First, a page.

Acute Flaccid Myelitis (AFM), a polio-like nervous system condition, has been making the rounds in the news lately, putting many parents on high alert. It is important to note that, even with all the coverage, AFM is a rare condition, affecting only one in a million people each year. Per the Centers for Disease Control (CDC), the condition is not new, but cases have been slightly increasing since 2014. So far in 2018, there have been 62 cases confirmed across the U.S. and, as of October 25, the Illinois Department of Public Health reports 13 patients under investigation in the state, however zero have been confirmed yet as being AFM. The largest concern is that the condition is occurring in young children with no immediate known cause, but understanding about the facts of AFM may help alleviate worry.
Unfortunately, a specific cause of AFM is unknown. However, there are certain viruses that could cause AFM or other similar neurological conditions, including poliovirus, non-polio enteroviruses, West Nile Virus, and adenoviruses. In most cases, even through extensive testing, an exact cause is unable to be established.
According to the CDC, the most common with AFM include:
- Sudden arm or leg weakness
- Difficulty moving eyes
- Drooping eyelids
- Difficulty swallowing
- Slurred speech
Rare symptoms may include a tingling in the extremities, an inability to urinate, and difficulty breathing. Should your child experience any of these symptoms, seek medical care right away, as they could be due to AFM or indicate a separate neurological condition.
Because an exact cause is unknown, it is vital to practice preventative measures against the viruses and vaccine-preventable illnesses that have been linked.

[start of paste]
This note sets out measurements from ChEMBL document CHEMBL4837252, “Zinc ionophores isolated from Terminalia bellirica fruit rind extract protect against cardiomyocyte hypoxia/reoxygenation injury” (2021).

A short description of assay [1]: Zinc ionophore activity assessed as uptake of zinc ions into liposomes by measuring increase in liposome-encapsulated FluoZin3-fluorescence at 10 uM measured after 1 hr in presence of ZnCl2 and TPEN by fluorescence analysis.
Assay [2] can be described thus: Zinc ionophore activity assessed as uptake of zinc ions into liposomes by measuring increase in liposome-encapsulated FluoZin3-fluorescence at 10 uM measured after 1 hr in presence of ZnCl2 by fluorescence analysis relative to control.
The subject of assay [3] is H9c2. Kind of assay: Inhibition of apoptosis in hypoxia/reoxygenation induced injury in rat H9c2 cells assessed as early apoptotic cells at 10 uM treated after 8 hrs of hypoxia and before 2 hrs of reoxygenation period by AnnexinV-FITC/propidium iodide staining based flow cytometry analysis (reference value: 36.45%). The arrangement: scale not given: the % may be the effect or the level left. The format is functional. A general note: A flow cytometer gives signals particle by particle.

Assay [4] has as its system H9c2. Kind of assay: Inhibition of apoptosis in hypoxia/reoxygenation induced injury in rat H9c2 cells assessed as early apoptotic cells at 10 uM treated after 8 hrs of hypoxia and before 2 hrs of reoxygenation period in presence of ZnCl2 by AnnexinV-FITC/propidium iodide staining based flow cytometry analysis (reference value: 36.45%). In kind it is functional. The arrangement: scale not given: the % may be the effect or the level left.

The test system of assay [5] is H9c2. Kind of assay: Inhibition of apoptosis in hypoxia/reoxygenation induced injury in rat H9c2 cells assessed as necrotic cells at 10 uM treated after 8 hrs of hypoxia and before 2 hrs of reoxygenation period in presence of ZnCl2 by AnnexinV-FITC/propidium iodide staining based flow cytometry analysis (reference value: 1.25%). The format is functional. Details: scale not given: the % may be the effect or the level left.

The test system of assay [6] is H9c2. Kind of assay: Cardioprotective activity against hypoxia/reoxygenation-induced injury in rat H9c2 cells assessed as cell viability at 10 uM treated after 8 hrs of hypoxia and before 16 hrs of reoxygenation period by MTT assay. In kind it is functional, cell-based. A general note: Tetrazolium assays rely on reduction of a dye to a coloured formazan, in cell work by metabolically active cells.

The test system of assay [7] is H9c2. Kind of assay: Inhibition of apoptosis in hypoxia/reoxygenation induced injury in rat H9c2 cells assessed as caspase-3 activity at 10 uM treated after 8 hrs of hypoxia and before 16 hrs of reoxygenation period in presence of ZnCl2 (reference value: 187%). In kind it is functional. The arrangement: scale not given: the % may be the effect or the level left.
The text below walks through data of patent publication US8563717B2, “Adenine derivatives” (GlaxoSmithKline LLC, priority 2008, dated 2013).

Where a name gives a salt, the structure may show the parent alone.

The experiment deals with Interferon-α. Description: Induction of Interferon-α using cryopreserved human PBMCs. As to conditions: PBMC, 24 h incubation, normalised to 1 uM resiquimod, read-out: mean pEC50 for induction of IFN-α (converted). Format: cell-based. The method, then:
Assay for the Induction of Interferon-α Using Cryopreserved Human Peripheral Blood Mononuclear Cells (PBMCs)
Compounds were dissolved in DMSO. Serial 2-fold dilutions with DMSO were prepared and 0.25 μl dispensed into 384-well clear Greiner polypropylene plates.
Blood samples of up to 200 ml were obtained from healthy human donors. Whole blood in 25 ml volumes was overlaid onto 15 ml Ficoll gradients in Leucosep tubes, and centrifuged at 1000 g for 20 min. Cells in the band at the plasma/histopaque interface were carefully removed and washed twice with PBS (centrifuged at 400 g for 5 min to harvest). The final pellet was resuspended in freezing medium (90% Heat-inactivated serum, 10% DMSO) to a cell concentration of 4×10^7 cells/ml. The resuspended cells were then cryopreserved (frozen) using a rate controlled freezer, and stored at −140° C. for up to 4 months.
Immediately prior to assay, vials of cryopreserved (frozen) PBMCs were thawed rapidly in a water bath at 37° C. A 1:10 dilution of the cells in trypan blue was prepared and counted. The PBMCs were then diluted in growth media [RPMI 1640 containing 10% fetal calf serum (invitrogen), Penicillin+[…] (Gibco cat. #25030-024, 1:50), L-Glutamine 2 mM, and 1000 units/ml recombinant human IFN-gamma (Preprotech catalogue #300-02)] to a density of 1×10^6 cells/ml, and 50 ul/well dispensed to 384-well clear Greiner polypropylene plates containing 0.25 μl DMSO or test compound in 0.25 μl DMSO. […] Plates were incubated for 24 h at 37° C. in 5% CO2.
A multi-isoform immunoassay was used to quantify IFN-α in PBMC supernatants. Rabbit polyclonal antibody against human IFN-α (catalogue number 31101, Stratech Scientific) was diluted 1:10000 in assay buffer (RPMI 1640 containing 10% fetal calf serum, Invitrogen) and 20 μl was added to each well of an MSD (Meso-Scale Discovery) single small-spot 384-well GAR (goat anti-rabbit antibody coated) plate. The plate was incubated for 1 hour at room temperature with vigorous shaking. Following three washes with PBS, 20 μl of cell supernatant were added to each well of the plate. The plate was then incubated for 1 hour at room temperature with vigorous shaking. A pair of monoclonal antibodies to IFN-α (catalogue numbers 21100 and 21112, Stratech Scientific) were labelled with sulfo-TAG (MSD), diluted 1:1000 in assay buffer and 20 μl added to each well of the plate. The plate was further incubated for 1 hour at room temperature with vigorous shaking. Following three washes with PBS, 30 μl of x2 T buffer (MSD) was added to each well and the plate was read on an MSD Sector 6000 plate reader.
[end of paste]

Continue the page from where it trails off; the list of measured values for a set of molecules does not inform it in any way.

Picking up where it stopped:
- Get vaccinated. The best protection against the poliovirus and other dangerous illnesses is to ensure you and your children are up-to-date on necessary vaccines.
- Wear insect repellent. Prevent mosquito bites in order to avoid contracting West Nile Virus. Wear long pants and sleeves when in wooded areas and apply repellent.
- Wash your hands. Most common infections are spread through personal contact. Take care to wash your hands thoroughly and often.
When to Seek Help
AFM may start as a respiratory illness, such as a cold or infection. In the majority of cases, a cold is just a cold, so there is no need for alarm. A visit to the doctor is warranted if you see a sudden onset of symptoms, such as muscle weakness in the arms and legs. A neurologist will recommend specific treatment on a case-by-case basis, meaning recovery time can vary. Getting quick intervention, such as muscle rehabilitation, may help in a more rapid improvement, but no cure is known. Thankfully, recovery is possible with physical or occupational therapy to strengthen any weaknesses caused by AFM. It is also possible that the paralysis is caused by a different condition, not AFM, so a thorough examination and testing will need to be performed for confirmation.
Although rare, AFM is a serious condition. If you are concerned your child may be at risk, or if you have more questions regarding AFM, contact us today.